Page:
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Macpherson Struts Vs Double Wishbone

Discussion in 'Suspension' started by Alex8181, Nov 20, 2005.

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  1. Alex8181
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    Alex8181 Administrator

    Joined:
    May 16, 2005
    Location:
    2005 Flint Mica
    Written By: Alex8181

    Anyone who has upgraded or looking to upgrade the suspension on a tC will notice that the front and rear suspension looks quite different. The reason for that is Toyota decided to run Macpherson struts in the front and Double Wishbone in the rear of the tC. This article is not designed to be an in-depth look at each type of suspension but is to familiarize tC owner's about the suspension that they have.

    Both suspension types are similar in the fact that they are independent suspensions, meaning changes and movements on one side of the vehicle will not directly affect the other side. They are also both coilover type systems which means that the shock assembly resides within the spring coils themselves.

    In a double wishbone assembly, the wheel sits besides the suspension system and is guided by two "A" arms or wishbones. The spring and shock assembly is connected at the top to the frame of the vehicle and at the bottom to the lower wishbone. The design of a double wishbone assembly allows for a very compact suspension system compared to a Macpherson type assembly. This allows for a suspension system to be lower in the vehicle and making it ideal for transmitting loads and providing excellent road handling. This, of course, is a very basic explanation because a double wishbone suspension is very complex and contains more minute parts and pieces than a Macpherson assembly.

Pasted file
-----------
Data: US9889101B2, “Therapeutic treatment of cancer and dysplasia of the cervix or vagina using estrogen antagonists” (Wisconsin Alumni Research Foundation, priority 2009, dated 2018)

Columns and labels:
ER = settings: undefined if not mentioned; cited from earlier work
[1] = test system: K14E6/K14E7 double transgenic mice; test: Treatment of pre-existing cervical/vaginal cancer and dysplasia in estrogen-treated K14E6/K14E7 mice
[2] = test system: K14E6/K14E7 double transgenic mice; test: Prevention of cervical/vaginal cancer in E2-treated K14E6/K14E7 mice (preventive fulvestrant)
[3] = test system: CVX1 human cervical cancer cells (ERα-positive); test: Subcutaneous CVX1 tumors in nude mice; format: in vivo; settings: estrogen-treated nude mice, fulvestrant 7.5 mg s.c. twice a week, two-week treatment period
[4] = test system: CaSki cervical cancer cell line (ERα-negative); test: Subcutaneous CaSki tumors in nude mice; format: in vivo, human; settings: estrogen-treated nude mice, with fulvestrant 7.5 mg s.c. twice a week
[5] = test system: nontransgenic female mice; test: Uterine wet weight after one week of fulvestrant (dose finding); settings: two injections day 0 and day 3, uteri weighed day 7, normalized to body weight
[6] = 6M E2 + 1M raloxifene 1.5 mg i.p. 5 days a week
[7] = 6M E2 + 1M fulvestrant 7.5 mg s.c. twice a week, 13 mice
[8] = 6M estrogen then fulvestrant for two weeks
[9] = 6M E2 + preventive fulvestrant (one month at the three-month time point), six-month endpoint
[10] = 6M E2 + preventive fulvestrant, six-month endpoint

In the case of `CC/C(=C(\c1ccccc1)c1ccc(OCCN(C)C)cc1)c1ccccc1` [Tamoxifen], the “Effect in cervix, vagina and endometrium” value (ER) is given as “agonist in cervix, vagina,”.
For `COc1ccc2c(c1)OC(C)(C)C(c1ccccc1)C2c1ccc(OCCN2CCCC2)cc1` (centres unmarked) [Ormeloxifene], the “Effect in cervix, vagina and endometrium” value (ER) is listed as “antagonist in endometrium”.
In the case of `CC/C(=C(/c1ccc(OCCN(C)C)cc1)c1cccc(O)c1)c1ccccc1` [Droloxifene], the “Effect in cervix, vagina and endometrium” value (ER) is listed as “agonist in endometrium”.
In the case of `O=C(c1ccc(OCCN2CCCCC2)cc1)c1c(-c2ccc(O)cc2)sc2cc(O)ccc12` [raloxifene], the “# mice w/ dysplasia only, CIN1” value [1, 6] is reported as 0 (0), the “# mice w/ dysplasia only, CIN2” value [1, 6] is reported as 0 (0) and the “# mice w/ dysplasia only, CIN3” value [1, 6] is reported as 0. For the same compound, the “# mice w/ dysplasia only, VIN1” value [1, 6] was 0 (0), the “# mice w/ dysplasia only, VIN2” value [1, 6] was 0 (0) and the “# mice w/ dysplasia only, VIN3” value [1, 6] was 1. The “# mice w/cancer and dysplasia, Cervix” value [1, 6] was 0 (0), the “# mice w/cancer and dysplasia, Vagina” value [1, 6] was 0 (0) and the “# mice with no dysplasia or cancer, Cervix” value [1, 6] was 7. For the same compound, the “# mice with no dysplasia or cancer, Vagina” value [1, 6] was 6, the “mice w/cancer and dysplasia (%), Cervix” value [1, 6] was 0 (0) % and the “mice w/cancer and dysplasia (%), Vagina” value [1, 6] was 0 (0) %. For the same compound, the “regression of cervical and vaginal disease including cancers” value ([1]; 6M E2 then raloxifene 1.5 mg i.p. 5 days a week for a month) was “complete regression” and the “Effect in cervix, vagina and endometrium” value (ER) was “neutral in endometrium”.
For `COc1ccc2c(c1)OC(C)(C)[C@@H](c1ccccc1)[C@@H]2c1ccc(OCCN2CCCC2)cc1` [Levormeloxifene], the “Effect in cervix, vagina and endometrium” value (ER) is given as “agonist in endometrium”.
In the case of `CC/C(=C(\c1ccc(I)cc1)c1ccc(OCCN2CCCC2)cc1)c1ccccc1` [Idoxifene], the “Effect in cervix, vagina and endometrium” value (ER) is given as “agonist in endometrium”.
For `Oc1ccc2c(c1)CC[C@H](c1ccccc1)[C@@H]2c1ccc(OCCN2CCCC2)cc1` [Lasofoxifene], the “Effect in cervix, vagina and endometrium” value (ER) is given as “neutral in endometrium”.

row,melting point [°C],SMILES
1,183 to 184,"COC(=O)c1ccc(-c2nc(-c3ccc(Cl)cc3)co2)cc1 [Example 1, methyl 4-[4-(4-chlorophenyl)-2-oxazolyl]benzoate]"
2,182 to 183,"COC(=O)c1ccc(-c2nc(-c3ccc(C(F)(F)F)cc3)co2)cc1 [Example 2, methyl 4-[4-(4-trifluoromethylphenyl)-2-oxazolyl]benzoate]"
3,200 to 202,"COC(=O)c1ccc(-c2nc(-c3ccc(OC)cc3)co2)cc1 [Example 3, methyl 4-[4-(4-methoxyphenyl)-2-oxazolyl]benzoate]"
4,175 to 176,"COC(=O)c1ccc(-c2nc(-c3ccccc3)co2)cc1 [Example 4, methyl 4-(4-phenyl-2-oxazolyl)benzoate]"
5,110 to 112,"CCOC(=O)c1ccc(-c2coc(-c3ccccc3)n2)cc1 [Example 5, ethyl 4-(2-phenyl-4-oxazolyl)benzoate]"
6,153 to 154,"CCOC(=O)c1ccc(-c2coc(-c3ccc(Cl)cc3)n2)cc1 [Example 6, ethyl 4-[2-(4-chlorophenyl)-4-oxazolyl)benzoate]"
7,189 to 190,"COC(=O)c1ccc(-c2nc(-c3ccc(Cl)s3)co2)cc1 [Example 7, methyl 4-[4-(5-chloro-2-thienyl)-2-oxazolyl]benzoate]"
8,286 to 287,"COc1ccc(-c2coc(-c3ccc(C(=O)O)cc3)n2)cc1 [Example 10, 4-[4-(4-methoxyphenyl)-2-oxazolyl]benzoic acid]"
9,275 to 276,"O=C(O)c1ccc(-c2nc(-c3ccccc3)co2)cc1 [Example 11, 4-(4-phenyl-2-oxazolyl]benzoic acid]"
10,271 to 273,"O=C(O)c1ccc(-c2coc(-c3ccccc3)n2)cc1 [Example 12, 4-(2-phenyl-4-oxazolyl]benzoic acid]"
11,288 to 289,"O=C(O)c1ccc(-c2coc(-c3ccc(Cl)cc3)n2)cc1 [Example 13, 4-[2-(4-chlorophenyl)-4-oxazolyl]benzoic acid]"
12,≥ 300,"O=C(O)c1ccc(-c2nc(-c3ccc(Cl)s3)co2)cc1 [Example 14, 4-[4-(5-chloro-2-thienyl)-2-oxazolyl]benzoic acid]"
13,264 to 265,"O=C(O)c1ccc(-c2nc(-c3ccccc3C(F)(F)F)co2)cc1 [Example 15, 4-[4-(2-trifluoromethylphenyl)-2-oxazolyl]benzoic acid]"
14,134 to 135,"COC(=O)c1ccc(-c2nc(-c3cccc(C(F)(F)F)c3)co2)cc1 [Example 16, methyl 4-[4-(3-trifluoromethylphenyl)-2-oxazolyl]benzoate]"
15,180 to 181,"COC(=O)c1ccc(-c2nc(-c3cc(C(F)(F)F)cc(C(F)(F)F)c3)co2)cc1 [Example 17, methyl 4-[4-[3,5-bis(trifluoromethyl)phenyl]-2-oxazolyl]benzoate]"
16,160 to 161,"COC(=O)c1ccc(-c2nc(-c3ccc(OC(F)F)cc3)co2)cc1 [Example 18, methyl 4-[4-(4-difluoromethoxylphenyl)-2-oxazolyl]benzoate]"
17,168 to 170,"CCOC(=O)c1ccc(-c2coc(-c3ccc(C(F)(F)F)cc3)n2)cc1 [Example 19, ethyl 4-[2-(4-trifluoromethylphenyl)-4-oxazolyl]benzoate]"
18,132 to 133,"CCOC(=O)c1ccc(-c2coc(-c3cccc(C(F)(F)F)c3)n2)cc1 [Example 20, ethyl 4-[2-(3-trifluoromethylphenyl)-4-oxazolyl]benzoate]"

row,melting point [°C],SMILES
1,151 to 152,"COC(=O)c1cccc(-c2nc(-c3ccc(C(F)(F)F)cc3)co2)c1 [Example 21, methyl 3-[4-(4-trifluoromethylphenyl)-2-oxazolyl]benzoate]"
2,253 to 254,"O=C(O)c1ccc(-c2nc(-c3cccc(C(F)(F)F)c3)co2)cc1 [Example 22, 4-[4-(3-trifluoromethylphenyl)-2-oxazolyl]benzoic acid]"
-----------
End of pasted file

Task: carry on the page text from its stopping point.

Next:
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    With a Macpherson suspension system, the wheel is located below the spring and shock assembly. The spring and shock assembly sits on a ball joint of a single lower arm connected by a tie rod. The single lower arm is usually an "A" arm. The top piston rod of the shock is used as a swivel axis. This is neccessary, because with a Macpherson suspension, when the wheel is turned, the whole suspension system turns with the wheel, not true with a double wishbone. On a wishbone suspension the wheel assembly is independent of the shock assembly and so when the wheel assembly turns, the shock assembly is stationary.

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    While different automotive experts will argue for each suspension type, there is no clear winner. Auto manufacturers and professional racing teams alike use both suspensions. Seeing as how Toyota has decided to use both on the tC, it is easy to believe that the specific types work best for each of their individual purposes on the tC.
     
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